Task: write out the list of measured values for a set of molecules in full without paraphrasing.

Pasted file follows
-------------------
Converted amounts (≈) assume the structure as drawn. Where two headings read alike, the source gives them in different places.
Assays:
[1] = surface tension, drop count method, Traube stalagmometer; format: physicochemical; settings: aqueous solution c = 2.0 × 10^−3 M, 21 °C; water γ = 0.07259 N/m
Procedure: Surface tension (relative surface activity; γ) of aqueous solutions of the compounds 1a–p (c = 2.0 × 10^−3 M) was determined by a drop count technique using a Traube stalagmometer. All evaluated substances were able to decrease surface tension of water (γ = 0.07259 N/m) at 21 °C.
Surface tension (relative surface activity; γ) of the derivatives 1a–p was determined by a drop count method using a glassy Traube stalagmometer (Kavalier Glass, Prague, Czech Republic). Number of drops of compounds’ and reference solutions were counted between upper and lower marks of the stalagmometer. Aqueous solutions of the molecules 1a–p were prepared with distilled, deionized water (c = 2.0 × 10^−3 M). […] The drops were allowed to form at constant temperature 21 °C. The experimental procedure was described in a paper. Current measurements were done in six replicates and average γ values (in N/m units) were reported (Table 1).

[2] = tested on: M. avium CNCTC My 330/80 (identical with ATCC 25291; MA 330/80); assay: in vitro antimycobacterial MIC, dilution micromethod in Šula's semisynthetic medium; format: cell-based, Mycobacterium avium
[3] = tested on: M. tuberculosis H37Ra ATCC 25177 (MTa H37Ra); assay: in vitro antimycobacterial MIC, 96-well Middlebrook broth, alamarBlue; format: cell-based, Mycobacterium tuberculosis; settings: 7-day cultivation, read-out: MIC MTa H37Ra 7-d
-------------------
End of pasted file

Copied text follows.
Converted amounts (≈) assume the structure as drawn. Where two headings read alike, the source gives them in different places.
Assays:
[1] = surface tension, drop count method, Traube stalagmometer; format: physicochemical; settings: aqueous solution c = 2.0 × 10^−3 M, 21 °C; water γ = 0.07259 N/m
Procedure: Surface tension (relative surface activity; γ) of aqueous solutions of the compounds 1a–p (c = 2.0 × 10^−3 M) was determined by a drop count technique using a Traube stalagmometer. All evaluated substances were able to decrease surface tension of water (γ = 0.07259 N/m) at 21 °C.
Surface tension (relative surface activity; γ) of the derivatives 1a–p was determined by a drop count method using a glassy Traube stalagmometer (Kavalier Glass, Prague, Czech Republic). Number of drops of compounds’ and reference solutions were counted between upper and lower marks of the stalagmometer. Aqueous solutions of the molecules 1a–p were prepared with distilled, deionized water (c = 2.0 × 10^−3 M). […] The drops were allowed to form at constant temperature 21 °C. The experimental procedure was described in a paper. Current measurements were done in six replicates and average γ values (in N/m units) were reported (Table 1).

[2] = tested on: M. avium CNCTC My 330/80 (identical with ATCC 25291; MA 330/80); assay: in vitro antimycobacterial MIC, dilution micromethod in Šula's semisynthetic medium; format: cell-based, Mycobacterium avium
[3] = tested on: M. tuberculosis H37Ra ATCC 25177 (MTa H37Ra); assay: in vitro antimycobacterial MIC, 96-well Middlebrook broth, alamarBlue; format: cell-based, Mycobacterium tuberculosis; settings: 7-day cultivation, read-out: MIC MTa H37Ra 7-d